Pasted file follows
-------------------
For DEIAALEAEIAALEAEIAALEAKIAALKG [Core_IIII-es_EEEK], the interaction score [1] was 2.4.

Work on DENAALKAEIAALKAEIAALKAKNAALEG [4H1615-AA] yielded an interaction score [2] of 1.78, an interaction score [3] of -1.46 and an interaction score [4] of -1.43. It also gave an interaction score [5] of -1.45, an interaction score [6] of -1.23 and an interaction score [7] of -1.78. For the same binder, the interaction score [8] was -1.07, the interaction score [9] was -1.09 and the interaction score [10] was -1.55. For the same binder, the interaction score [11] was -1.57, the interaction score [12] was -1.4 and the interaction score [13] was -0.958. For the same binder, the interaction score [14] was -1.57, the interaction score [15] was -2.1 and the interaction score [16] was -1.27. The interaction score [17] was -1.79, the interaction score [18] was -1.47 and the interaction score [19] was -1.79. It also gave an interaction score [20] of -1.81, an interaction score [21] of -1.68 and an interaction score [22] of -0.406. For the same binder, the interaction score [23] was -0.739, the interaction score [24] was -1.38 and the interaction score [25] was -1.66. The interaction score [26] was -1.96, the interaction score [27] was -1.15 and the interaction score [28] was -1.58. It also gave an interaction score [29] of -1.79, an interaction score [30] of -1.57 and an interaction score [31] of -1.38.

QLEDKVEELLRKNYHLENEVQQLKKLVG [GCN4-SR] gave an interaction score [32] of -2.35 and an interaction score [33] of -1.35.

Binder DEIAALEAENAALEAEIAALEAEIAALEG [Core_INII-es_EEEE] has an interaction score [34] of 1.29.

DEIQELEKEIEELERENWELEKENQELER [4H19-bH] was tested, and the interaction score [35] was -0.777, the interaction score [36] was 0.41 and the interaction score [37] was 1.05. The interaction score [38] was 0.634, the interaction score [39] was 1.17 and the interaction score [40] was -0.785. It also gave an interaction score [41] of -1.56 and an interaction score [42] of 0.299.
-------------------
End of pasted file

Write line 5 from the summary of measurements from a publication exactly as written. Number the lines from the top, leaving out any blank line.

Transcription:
DEIQELEKEIEELERENWELEKENQELER [4H19-bH] was tested, and the interaction score [35] was -0.777, the interaction score [36] was 0.41 and the interaction score [37] was 1.05. The interaction score [38] was 0.634, the interaction score [39] was 1.17 and the interaction score [40] was -0.785. It also gave an interaction score [41] of -1.56 and an interaction score [42] of 0.299.